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The Necessity for Thermal-Electrical Multiphysics for Board Heating in a Server Rack Unit
Keywords: Multiphysics, Multi-board, Thermal
Often in forced convection engineering system simulations, an engineer can get by with a simplified version of a PCB board. In these cases, surface mounted heat sinks and relatively high flow rates cause most of the heat to transfer directly into that heat sink and into the surrounding air flow. While this may work when the current load is well distributed or relatively low in most regions of the board, there are instances in industry where concentrations of current flow due to large-draw components creates a resistive or Joule heating effect in areas of the board metal, increasing the total power that needs to be dissipated in the system. If the total generation of power in the board layers can be calculated, this value can also be added as a general distribution of power on the board, but this lacks the specific areas of high concentration. In addition, modern boards are specifically designed for optimal usage and copper distributions and layers are not necessarily equally distributed. As such, the heat can be drawn through the boards along traces and through vias in very specific flow patterns. In this paper, we show a comparison of four separate modeling techniques of the same rack unit system. All four models are created and run in ANSYS Icepak, an electronics-oriented CFD analysis tool. Initially, we run the boards with orthotropic material properties for conduction and no heat generation in the interior of the boards. This gives a base-line or worst-case heat transfer for the hottest components. All power input in the system is in the surface-mounted components. Secondly, we run the model again with traces and vias mapped through the volume of the boards creating localized conductivity on a layer-by-layer basis. This shows how a redistribution of metal content will affect maximum component temperatures and the effects of different components on one-another through the board. Third, we re-run the initial problem with a 3D distribution of total internal power distributed through the board to show the effect on the final temperatures. This power is calculated directly from a DCIR run in the ANSYS SIwave electromagnetics tool. Lastly, we add the localized power maps from ANSYS SIwave directly into the detailed copper layers of the boards in ANSYS Icepak. This will concentrate the power to the interior areas of the boards that have greater generation rather than dissipate the heat throughout the entire volume. The connection between ANSYS SIwave and ANSYS Icepak also allows the products to pass information back and forth in a steady-state analysis. This full system with multiple boards is run in ANSYS Icepak. When the first run completes, the temperatures from the individual boards are mapped back into their respective SIwave projects. The projects run in a queue and each adjusts the resistivity of the metal properties based on the localized temperatures calculated in Icepak. When completed, all power maps are re- read into the Icepak design and the loop continues until a specified convergence in temperature. This test shows how powers will distribute and increase differently when taking into account the multi-physics effect of Joule heating on a high-current board model and why its more accurate to take all aspects into account.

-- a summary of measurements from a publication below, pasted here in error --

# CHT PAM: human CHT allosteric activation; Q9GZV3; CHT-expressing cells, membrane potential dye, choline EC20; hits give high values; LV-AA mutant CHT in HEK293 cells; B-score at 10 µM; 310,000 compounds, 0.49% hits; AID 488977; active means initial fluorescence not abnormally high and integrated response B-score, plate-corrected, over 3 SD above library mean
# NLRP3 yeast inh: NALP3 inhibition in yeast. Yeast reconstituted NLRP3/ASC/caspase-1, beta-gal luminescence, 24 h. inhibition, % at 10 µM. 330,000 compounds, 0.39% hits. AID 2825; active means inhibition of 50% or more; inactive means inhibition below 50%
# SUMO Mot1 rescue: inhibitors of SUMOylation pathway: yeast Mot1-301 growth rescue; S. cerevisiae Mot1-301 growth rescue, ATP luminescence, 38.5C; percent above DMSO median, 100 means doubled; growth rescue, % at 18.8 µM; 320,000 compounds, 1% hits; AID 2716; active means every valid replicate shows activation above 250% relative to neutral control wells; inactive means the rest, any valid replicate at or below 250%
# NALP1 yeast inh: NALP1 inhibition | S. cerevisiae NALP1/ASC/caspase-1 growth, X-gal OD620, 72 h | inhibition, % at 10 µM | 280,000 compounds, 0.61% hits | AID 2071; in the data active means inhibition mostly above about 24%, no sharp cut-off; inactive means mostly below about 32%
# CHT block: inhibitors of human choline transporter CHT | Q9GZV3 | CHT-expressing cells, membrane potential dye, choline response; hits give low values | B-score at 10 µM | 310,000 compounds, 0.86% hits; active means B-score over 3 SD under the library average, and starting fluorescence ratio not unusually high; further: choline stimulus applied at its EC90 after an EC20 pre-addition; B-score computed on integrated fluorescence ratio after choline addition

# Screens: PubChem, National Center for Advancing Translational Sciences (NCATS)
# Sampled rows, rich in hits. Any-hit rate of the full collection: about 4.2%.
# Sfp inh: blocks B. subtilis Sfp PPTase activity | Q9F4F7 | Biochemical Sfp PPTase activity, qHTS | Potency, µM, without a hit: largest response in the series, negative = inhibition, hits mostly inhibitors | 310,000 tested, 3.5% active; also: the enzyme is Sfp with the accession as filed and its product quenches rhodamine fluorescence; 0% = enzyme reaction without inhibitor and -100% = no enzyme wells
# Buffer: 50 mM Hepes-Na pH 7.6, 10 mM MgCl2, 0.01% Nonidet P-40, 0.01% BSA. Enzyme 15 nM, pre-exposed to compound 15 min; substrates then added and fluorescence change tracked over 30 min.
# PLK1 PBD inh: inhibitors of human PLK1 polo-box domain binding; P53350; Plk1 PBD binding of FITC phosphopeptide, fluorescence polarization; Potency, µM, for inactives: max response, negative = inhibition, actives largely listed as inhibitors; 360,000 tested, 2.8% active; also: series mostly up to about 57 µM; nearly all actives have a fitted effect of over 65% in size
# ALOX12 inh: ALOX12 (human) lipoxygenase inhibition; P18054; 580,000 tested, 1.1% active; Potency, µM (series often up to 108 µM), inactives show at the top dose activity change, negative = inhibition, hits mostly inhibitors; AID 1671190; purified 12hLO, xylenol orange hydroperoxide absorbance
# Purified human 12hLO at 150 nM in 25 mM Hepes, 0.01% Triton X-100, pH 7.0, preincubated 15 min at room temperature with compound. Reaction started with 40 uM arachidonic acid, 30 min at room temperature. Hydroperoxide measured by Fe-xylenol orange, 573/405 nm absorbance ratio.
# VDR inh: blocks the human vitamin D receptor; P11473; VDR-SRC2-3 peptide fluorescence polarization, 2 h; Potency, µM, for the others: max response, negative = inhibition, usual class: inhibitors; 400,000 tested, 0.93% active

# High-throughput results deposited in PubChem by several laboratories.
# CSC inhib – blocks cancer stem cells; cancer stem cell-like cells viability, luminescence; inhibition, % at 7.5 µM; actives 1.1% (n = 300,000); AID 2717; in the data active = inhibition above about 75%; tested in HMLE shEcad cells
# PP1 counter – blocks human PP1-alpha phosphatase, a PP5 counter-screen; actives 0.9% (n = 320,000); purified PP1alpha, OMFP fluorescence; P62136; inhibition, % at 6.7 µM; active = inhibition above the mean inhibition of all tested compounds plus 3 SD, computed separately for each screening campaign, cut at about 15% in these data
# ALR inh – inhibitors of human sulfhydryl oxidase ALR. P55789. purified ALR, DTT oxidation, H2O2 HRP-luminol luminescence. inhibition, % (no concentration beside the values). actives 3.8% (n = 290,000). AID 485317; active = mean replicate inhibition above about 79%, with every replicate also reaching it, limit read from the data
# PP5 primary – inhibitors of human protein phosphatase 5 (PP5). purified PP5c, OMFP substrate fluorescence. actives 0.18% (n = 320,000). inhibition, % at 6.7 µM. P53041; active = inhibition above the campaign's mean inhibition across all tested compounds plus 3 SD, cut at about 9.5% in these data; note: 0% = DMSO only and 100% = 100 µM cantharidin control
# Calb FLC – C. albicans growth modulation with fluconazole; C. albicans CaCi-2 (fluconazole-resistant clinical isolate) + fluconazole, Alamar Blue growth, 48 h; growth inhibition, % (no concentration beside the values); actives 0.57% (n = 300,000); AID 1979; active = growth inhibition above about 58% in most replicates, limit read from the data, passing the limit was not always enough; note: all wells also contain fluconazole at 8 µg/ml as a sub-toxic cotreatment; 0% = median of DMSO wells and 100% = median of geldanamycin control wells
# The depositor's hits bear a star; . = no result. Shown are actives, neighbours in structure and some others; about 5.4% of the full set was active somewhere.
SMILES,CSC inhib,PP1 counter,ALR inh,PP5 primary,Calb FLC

Jared Harvest, Lead Applications Engineer
Irvine, CA

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